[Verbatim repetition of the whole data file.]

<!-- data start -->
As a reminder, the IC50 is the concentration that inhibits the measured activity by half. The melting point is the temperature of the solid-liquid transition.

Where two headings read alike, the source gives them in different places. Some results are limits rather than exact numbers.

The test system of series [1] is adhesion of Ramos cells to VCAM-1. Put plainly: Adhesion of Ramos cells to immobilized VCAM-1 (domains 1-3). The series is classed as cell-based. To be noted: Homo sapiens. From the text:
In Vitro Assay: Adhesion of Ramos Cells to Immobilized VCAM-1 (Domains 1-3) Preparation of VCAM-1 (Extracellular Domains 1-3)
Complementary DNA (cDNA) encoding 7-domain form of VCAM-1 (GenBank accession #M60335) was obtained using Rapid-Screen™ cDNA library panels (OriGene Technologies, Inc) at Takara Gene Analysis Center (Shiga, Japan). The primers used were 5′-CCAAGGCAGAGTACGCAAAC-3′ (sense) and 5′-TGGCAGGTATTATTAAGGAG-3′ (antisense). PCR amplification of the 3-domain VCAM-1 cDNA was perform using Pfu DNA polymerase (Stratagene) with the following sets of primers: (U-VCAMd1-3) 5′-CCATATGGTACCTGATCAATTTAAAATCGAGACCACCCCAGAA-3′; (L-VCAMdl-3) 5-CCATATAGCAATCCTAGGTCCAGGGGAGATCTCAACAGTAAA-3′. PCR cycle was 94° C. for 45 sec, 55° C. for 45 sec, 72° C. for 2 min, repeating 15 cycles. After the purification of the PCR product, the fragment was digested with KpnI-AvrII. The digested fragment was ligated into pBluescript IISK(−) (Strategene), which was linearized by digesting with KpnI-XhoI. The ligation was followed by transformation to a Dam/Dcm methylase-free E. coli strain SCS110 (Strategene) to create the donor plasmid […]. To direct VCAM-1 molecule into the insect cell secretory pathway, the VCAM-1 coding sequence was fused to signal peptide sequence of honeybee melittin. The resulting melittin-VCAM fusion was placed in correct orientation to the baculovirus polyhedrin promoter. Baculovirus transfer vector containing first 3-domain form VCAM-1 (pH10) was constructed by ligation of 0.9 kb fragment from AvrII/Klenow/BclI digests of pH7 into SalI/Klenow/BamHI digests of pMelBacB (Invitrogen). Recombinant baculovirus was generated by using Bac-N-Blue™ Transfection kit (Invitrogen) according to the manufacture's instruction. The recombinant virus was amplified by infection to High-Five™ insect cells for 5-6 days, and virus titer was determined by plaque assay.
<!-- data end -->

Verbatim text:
As a reminder, the IC50 is the concentration that inhibits the measured activity by half. The melting point is the temperature of the solid-liquid transition.

Where two headings read alike, the source gives them in different places. Some results are limits rather than exact numbers.

The test system of series [1] is adhesion of Ramos cells to VCAM-1. Put plainly: Adhesion of Ramos cells to immobilized VCAM-1 (domains 1-3). The series is classed as cell-based. To be noted: Homo sapiens. From the text:
In Vitro Assay: Adhesion of Ramos Cells to Immobilized VCAM-1 (Domains 1-3) Preparation of VCAM-1 (Extracellular Domains 1-3)
Complementary DNA (cDNA) encoding 7-domain form of VCAM-1 (GenBank accession #M60335) was obtained using Rapid-Screen™ cDNA library panels (OriGene Technologies, Inc) at Takara Gene Analysis Center (Shiga, Japan). The primers used were 5′-CCAAGGCAGAGTACGCAAAC-3′ (sense) and 5′-TGGCAGGTATTATTAAGGAG-3′ (antisense). PCR amplification of the 3-domain VCAM-1 cDNA was perform using Pfu DNA polymerase (Stratagene) with the following sets of primers: (U-VCAMd1-3) 5′-CCATATGGTACCTGATCAATTTAAAATCGAGACCACCCCAGAA-3′; (L-VCAMdl-3) 5-CCATATAGCAATCCTAGGTCCAGGGGAGATCTCAACAGTAAA-3′. PCR cycle was 94° C. for 45 sec, 55° C. for 45 sec, 72° C. for 2 min, repeating 15 cycles. After the purification of the PCR product, the fragment was digested with KpnI-AvrII. The digested fragment was ligated into pBluescript IISK(−) (Strategene), which was linearized by digesting with KpnI-XhoI. The ligation was followed by transformation to a Dam/Dcm methylase-free E. coli strain SCS110 (Strategene) to create the donor plasmid […]. To direct VCAM-1 molecule into the insect cell secretory pathway, the VCAM-1 coding sequence was fused to signal peptide sequence of honeybee melittin. The resulting melittin-VCAM fusion was placed in correct orientation to the baculovirus polyhedrin promoter. Baculovirus transfer vector containing first 3-domain form VCAM-1 (pH10) was constructed by ligation of 0.9 kb fragment from AvrII/Klenow/BclI digests of pH7 into SalI/Klenow/BamHI digests of pMelBacB (Invitrogen). Recombinant baculovirus was generated by using Bac-N-Blue™ Transfection kit (Invitrogen) according to the manufacture's instruction. The recombinant virus was amplified by infection to High-Five™ insect cells for 5-6 days, and virus titer was determined by plaque assay.